The reduction in interfacial tension by surfactants underlies several natural phenomena in multi-phase systems, including emulsions and foams. This effect is also responsible for many industrial processes such as spray painting, emulsion polymerization, distillation in packed bed columns, and froth flotation. The mechanisms underlying these phenomena have been described by several mathematical models in the colloid science literature. Since the interfacial tension is an essential input for the implementation of all these models, their accuracy depends on the accuracy of the estimate (s) of the interfacial tension (s) used. Here, we propose a method to evaluate the surface tensions of non-ionic surfactants using a combination of molecular dynamics (MD) simulations and molecular-thermodynamic (MT) theory.
We have developed an automated, computational workflow to carry out a series of simulations of surfactant molecules at fluid-fluid interfaces. One set of simulations studies the interactions between surfactant molecules, and attempts to characterize the intermolecular interactions in a surfactant monolayer in terms of two molecular parameters – a hard-disk radius (representative of strong intermolecular repulsions) and a second-virial coefficient (representative of weak, intermolecular, van der Waals attractions). These parameters are obtained by first calculating the potential of mean force between the two surfactant molecules at the interface, and then analyzing this potential using principles of statistical mechanics. A second set of simulations studies the change in the free energy of a surfactant molecule as it is brought from bulk solution to an interface. This free energy of adsorption is a measure of the affinity of the surfactant of interest for the interface of a given system, and provides a metric capable of ranking families of surfactants. Together with the intermolecular interaction parameters, the free energy of adsorption enables prediction of the interfacial tension as a function of the surfactant bulk concentration through the use of a suitable equation of state for the interface.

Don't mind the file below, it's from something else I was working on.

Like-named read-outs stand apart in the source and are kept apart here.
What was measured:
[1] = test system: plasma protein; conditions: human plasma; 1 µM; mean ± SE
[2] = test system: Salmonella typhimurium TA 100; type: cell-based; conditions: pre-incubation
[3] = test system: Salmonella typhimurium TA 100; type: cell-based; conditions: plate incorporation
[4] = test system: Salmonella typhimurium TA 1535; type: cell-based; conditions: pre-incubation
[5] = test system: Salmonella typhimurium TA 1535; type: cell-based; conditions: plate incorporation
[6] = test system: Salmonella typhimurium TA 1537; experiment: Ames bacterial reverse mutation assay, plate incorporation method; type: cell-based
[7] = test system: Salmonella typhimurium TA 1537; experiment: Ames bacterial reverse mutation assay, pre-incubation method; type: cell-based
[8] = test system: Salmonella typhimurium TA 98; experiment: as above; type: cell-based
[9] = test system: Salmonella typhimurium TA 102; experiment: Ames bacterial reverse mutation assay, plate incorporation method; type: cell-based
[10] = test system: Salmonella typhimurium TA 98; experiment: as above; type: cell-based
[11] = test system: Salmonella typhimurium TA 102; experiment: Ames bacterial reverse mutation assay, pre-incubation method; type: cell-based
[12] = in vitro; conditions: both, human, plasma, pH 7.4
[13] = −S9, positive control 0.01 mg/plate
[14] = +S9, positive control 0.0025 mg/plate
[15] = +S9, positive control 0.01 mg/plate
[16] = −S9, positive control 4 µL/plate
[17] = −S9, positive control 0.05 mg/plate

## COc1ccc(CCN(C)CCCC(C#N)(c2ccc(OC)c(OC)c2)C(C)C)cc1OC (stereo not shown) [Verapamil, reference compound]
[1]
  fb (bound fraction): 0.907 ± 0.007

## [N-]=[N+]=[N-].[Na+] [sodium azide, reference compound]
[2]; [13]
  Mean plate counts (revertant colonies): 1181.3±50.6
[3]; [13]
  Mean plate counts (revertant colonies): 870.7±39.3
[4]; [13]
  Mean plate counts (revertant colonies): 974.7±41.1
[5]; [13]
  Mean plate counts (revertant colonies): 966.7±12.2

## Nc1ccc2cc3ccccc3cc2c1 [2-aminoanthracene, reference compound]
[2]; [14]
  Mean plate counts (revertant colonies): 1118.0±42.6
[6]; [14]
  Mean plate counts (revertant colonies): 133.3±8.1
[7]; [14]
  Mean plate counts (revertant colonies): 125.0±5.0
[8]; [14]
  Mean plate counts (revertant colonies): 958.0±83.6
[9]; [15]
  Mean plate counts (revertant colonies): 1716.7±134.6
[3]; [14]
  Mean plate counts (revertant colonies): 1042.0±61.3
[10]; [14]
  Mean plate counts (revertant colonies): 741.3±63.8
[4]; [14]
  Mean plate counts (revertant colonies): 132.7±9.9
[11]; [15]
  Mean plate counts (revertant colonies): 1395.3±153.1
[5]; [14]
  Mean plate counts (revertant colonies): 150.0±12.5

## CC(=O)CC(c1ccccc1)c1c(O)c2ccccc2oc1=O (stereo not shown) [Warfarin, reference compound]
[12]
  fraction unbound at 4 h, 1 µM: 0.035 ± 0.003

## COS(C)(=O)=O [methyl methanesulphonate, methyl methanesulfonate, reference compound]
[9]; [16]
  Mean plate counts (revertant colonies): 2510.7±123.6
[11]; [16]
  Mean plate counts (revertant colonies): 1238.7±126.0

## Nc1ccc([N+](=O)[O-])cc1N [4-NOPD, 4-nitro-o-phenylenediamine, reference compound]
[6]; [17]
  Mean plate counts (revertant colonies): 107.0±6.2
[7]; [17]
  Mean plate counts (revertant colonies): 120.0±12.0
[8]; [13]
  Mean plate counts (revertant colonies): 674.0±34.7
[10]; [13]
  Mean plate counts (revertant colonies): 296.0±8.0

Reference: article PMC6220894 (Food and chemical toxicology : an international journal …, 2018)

In this talk, we will present the details of our proposed computational methodology, including: (1) the results obtained by its application to a series of nonionic alkyl poly (ethylene oxide) (CiEj) surfactants at fluid-fluid interfaces, and (2) our perspective on applying this methodology to high-pressure/high-temperature systems.
See more of this Group/Topical: Computational Molecular Science and Engineering Forum